The arrest in an alleged kickback scheme in Florida has heightened questions raised by a parent watchdog group over recent big-ticket purchases made by the Cobb County School District.
Now, the Cobb District Attorney’s office is considering opening an investigation into those business practices, according to a source within the office.
At a Feb. 11 meeting of the Cobb Board of Education, parents from Watching the Funds Cobb criticized the district’s recent purchase of pricey, high-tech equipment meant to curb the spread of coronavirus as well as its use of a security system police believe was hacked Feb. 2.
Some of that equipment was purchased from companies connected to Kennesaw businessman David Allen, who has been connected to a kickback scheme at a Florida school district. Allen’s obituary reports he died in January from the coronavirus.
Last week, a pair of news reports detailed Allen’s connection to an alleged kickback scheme at a Florida school district.
Florida prosecutors claim Anthony Hunter, the former chief information officer at Broward County Public Schools, steered business to Allen’s companies in exchange for jobs, luxury cars and a home on Lake Acworth, which he purchased at below market value.
Hunter was arrested in January and faces charges of unlawful compensation or reward for public behavior and bid tampering.
Stacey Efrat, co-founder of Watching the Funds Cobb, said news of Hunter’s arrest doesn’t suggest wrongdoing on the part of the Cobb School District. But it does add “another layer of suspicion,” she said.
The source within the Cobb DA’s office stressed nothing had been decided regarding a potential investigation into the business practices at CCSD. When reached for comment, Kim Isaza, a spokesperson for the district attorney, said she could neither confirm nor deny whether the office was considering an investigation into the district.
TECHNOLOGYIn December, the Cobb school board voted 4-2 to spend $12 million to install ultraviolet lights and aqueous ozone hand sanitizing stations at the district’s 67 elementary schools. The lights would be used to disinfect schools overnight, and the aqueous ozone would destroy viruses and bacteria on students’ hands.
The UV lights, purchased from Protek Life, Inc., were to be installed into ceiling panels across the schools and turned on for an hour at 1 a.m. each night to break down pathogens and viruses on surfaces. When Protek was founded in 2010, Allen was the company’s chief executive and financial officer.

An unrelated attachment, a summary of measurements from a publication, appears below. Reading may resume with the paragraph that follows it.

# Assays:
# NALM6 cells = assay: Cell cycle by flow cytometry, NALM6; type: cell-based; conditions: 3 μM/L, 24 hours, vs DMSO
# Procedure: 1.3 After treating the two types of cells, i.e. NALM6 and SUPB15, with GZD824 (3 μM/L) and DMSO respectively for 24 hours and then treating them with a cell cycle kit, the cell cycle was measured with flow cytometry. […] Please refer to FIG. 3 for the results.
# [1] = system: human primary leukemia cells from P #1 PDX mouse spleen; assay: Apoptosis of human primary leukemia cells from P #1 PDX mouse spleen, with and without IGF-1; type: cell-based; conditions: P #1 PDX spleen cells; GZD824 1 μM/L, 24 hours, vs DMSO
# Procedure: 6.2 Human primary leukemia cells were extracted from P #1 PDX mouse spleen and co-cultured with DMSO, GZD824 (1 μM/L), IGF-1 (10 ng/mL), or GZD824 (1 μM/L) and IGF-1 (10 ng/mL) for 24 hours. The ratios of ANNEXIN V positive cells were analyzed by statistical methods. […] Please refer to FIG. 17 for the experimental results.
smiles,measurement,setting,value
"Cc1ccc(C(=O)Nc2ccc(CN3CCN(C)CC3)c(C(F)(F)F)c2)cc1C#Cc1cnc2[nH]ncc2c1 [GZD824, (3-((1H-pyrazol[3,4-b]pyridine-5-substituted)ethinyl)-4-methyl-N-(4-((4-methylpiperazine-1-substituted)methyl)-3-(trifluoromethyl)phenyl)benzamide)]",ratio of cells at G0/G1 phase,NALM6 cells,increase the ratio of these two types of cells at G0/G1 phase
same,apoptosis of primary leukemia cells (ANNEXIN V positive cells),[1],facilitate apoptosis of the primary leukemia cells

The aqueous ozone stations, meanwhile, were purchased from 3Oe Scientific, an Indiana-based company founded in 2018.
Both technologies were piloted at Bryant, Argyle and Belmont Hills elementary schools in October.
“These technologies which could keep students and teachers safe were necessary before and definitely are now,” Cobb Superintendent Chris Ragsdale said in a news release ahead of the board’s December vote. “One day, COVID-19 will be in the rearview mirror, but health and safety will remain a priority in our schools and classrooms.”
Watching the Funds Cobb has suggested those investments were a waste of money.
“This school district has a finite budget. It is irresponsible to spend $12 million on products that have no evidence in preventing the spread of COVID,” Efrat said at the Feb. 11 meeting. “That money could go to providing teachers and bus drivers with (personal protective equipment), enhanced ventilation in our buildings, hiring contact tracers, or implementing a COVID testing plan as Fulton has just rolled out. These are all recommended measures by the CDC, unlike the products approved for purchase in December.”
Watching the Funds co-founder Jessica Page Bergeron said soap and water are sufficient and inexpensive and parents had been given “no information on the safety of the formula used in the hand washing devices.”